Try to recognize these thought patterns and observe them with increased awareness.

Life Saver

As soon as you realize you’re constantly saying to yourself “Oh, I’m so unlucky. How can I be so unlucky all the time?”, take a step back, be aware of what you are doing, and step out of those negative thought cycles.

Avoid Distractions

Being distracted while playing poker is a common pitfall for a lot of players.

In live tournaments you see players listening to music with big headphones on, checking social media on their phone, watching YouTube videos, or even an entire movie.

They are doing other stuff than playing poker, because of 1 thing: boredom.

Apparently poker doesn’t interest them enough, so they feel they can do other things at the same time.

Let me tell you: this doesn’t help your game and results one bit. You think you can multitask and give sufficient attention to multiple things at the same time? Forget about it. Your game is going to suffer.

Yes, it’s not always easy to stay 100% focused on the game. You might get bad starters for a while and after being card dead for some time, boredom can easily kick in. But instead of doing other things like checking your social media or the latest news, use your time to observe the action around you.

What are other players doing? How many hands are they playing? Are they aggressive or passive? Is that one opponent starting to tilt after losing a few big pots?

This is what you should be doing. Observing other players and figuring out how they play, is what poker is all about. This information will help you in making much better decisions against your opponents in future hands.

Being bored is just another form of poker pain. You’re not 100% focused on the game and once you start doing other stuff out of boredom, your game suffers.

Avoid all distractions and put your phone on airplane mode, tell your family you’re playing poker and ask them not to disturb you, close your e-mail client when playing, etc.

And when you notice you’re getting bored, simply focus more on the action around you. Start taking (mental) notes on other players, observe what is happening. That gives you something to do (and it’s something that you should always be doing anyway). Once you notice you’re getting bored, pay more attention to the game and observe what’s going on at your table.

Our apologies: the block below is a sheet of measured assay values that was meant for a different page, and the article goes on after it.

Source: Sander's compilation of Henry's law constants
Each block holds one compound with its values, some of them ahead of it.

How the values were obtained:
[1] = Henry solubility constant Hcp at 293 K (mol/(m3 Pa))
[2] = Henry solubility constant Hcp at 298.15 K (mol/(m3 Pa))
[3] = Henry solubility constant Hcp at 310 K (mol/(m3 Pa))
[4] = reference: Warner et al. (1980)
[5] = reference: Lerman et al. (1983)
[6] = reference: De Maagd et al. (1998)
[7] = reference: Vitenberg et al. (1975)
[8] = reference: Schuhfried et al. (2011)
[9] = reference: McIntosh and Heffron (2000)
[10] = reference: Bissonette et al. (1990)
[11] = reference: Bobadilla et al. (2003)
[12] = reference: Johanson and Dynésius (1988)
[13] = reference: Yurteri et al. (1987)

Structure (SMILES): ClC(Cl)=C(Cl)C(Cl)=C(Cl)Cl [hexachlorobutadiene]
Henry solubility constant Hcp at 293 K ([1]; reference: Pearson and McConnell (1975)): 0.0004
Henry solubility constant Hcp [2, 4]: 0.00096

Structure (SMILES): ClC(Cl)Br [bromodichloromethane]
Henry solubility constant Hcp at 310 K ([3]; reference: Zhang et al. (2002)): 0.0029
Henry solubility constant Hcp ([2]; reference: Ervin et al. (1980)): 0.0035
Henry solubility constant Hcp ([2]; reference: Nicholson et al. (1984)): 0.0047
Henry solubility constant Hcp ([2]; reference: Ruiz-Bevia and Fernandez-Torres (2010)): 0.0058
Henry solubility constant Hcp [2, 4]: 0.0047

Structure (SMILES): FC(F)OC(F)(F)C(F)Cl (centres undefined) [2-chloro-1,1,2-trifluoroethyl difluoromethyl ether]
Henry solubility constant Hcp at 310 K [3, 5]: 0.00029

Play a bit Tighter from the Blinds

A great tip Tommy gives in his book is to trim off 5% of your VPIP from the blinds.

In other words: play 5% fewer hands from the blinds.

Even a simple tip like that can help you experience less poker pain and tilt, and therefore better performance and more money.

The 5% of hands from the blinds that you should consider folding, are the marginal hands. Hands where you feel a fold or call won’t make much difference in terms of Expected Value. These are exactly the hands that tend to get you into trouble when you play them out of position.

If you are playing those hands out of position, you will frequently face tough decisions where you’re unsure what to do. Getting into those situations repeatedly, increases unhappiness and uncertainty, and increases poker pain.

A simple thing like playing just that 5% tighter from the blinds, will make you more confident and relaxed, and it reduces the chance of experiencing some serious poker pain.

Quick tip to reduce poker pain: trim 5% off your VPIP from the blinds

Read Tommy's Book Painless Poker

Painless Poker is one of the best poker books I’ve ever read.

It is not only very entertaining to read (it’s more of a poker novel than a non-fiction book), but it also gives some great insights on how to achieve painless poker.

Painless Poker Tommy Angelo

The book centers around mindfulness and meditation, and how you can use it to improve your game.

Painless Poker Pdf

This may or may not be your thing, but I can guarantee you that even if you are skeptical about using mindfulness and meditation to improve your poker game, you are bound to get something out of this excellent book.

I won’t go into these techniques in this post, as Tommy does that way better than I ever could. So my final tip is simply: read Tommy’s book on Painless Poker!

Do you have any good tips yourself for achieving painless poker? Share them in the comments below!